American English

Definition of love verb from the Oxford Advanced American Dictionary

     

    love

     verb
    verb
    NAmE//lʌv//
     
    Verb Forms present simple I / you / we / they love
     
    he / she / it loves
     
    past simple loved
     
    -ing form loving
     
     
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    feel affection
  1. 1 love somebody/something (not used in the progressive tenses) to have very strong feelings of affection for someone I love you. If you love each other, why not get married? Her much-loved brother lay dying of cancer. He had become a well-loved member of our club. Relatives need time to grieve over loved ones they have lost. to love your country
  2. like/enjoy
  3. 2 to like or enjoy something very much synonym adore love something I really love summer evenings. I just love it when you bring me presents! He loved the way she smiled. Ilove it in Spain (= I like the life there). It was one of his best-loved songs. (ironic) You're going to love this.They've changed their minds again. love doing something My dad loves going to baseball games. love to do something I love to go out dancing. love somebody/something to do something He loved her to sing to him. Thesauruslikelove be fond of something be crazy about something adoreThese words all mean to find something pleasant, attractive, or satisfactory, or to enjoy something.like to find something pleasant, attractive, or satisfactory; to enjoy something:Do you like their new house? I like to see them enjoying themselves.love to like or enjoy something very much:He loved the way she smiled.be fond of something (somewhat formal) to like or enjoy something, especially something you have liked or enjoyed for a long time:We were fond of the house and didn't want to leave.be crazy about something (informal) to be very enthusiastic or excited about something:Rick is crazy about football. She's not crazy about being told what to do.adore (informal) to like or enjoy something very much:He adores working with children.love or adore?Adore is more informal than love, and is used to express a stronger feeling.Patterns to like/love/be fond of/be crazy about/adore doing something to like/love to do something to like/love something very much I like/love/adore >it>here/there/when… to like/love/adore the way somebody does something to really like/love/adore somebody/something to be really fond of/crazy about something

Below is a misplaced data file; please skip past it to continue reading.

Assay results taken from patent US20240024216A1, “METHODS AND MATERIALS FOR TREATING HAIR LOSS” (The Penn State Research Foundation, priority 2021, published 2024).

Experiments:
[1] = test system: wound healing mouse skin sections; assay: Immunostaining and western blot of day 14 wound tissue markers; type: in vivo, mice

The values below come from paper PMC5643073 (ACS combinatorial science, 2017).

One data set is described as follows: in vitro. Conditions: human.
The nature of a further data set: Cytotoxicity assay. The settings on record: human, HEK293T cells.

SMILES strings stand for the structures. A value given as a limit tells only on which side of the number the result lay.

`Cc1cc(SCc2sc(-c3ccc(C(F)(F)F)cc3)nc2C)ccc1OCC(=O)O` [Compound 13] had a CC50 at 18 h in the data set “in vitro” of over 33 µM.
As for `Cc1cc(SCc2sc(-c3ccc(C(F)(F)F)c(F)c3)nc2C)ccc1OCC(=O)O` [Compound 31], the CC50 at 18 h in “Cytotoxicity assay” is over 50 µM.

4. 3 would love used to say that you would very much like something love to do something Come on Rory, the kids would love to hear you sing. I haven't been to Brazil, but I'd love to go. love for somebody/something to do something I'd love for her to come and live with us. love something “Cigarette?” “I'd love one, but I've just quit.”
See the Oxford Advanced Learner's Dictionary entry: love